3 weeks ago

#5 @MKSnMKS
2 weeks ago

Hi schlessera,

I was referred by Joy (Joyously) who replied to my topic at

https://wordpress.org/support/topic/wp-core-plugin-update-fail-white-screen-od-method-to-detect-and-repair/

to make a comment in your topic here.

My suggestion in short, is to ; a) let the whole process of failure take place. b) detect the white screen of death, by using a server generated page request c) check the result of the page request d) if the result is bad, then automatically to the recovery process (which presently must be manually done) e) this retrieves front and back end access to the website, so the admin can diagnose from the wordpress dashboard, and authors can carry on undisturbed, and (most importantly) the website is back on line.

I describe several instances where this approach could be used.

This should be fairly easy to do right now - the fix is known i.e. rename the folders of recently updated plugins (but automate the timing/event of this process, and use a script to do it automatically).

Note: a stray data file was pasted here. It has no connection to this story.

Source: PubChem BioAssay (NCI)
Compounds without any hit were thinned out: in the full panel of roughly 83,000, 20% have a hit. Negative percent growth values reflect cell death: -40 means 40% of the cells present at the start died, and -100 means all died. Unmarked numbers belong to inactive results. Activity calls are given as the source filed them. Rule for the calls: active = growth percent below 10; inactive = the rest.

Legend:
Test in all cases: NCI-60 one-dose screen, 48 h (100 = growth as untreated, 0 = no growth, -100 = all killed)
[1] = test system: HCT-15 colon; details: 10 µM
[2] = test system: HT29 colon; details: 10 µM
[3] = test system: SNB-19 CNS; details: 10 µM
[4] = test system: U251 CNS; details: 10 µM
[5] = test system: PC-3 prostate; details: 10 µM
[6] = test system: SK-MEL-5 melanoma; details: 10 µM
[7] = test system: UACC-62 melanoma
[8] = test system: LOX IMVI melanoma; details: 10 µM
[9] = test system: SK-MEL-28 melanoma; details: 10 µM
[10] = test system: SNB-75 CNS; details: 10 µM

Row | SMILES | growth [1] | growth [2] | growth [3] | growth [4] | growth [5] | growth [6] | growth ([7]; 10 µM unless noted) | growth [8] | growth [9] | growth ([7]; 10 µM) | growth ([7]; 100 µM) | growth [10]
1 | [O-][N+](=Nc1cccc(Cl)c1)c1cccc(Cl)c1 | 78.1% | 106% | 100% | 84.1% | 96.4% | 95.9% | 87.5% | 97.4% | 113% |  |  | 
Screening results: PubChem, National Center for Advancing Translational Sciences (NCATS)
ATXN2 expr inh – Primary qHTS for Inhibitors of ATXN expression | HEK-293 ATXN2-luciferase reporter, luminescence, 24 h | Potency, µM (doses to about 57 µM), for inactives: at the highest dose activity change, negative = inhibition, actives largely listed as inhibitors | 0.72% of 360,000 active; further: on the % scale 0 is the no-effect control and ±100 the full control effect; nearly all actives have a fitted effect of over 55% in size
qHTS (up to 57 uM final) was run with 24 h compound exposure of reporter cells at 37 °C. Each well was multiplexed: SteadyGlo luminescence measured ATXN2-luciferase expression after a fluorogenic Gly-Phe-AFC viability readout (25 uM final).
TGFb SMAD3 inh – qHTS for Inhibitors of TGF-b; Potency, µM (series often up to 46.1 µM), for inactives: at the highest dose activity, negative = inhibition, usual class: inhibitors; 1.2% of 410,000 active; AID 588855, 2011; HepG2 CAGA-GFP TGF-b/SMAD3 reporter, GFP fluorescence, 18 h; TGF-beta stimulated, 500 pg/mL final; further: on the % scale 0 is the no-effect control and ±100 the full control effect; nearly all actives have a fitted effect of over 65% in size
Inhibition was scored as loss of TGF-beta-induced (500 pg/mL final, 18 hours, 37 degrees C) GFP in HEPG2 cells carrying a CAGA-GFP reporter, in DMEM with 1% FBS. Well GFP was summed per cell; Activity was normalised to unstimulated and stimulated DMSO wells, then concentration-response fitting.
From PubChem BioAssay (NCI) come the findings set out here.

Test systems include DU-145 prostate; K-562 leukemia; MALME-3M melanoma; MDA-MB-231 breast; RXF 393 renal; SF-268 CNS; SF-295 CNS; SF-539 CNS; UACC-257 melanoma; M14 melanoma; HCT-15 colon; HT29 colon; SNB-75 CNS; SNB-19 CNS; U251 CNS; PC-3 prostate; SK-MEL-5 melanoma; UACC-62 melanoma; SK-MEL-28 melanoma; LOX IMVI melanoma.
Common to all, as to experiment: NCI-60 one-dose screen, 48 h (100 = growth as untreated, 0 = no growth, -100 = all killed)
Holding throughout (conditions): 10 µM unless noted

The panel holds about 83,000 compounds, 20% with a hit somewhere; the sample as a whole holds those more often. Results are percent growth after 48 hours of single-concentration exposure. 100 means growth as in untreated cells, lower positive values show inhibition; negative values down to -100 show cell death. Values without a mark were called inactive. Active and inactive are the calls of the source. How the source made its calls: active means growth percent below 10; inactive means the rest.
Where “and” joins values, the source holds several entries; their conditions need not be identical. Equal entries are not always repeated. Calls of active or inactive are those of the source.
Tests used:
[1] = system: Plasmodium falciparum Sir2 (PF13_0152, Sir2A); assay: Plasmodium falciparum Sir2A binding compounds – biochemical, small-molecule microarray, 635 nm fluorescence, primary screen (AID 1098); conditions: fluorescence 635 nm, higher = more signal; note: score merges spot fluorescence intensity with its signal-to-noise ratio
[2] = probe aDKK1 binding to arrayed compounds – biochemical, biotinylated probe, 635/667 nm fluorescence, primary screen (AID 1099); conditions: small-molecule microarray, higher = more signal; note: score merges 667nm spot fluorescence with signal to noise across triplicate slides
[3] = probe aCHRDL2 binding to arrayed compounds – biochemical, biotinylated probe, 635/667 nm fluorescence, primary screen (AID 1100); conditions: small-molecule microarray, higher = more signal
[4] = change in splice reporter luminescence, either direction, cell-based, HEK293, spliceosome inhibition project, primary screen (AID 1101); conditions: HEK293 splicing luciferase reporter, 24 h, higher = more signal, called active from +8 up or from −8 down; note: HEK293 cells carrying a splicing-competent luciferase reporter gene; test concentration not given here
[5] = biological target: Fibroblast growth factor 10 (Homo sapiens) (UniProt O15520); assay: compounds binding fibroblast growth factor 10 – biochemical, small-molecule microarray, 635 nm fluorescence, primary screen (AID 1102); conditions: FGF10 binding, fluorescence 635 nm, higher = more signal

e.g. for script flow to begin the recovery action i) and no action from recent actioning admin ii) and 'delay time' has passed iii) so automatically have the server send a page request to admin or front-end iv) detect bad page response to page request, so (if possible) display a simple text page (much like the maintenance notice - with an estimate of the number of minutes till back online, then run the recovery script (below)

for script flow to recover from white screen of death i) search plugins folders for plugins whose folders were altered in the last time period note - this time period could be set to a user chosen default, or left to a system default of the 'delay time (above)' plus 3 hours ii) rename all those folders (found in (i)), by prepending "Disabled_due_to_WSOD--" to the names of each folder (the main folder for each plugin). iii) optionally (user chosen setting or leave for prompting during live run) send an email to admin, saying what happened and the site should be live now.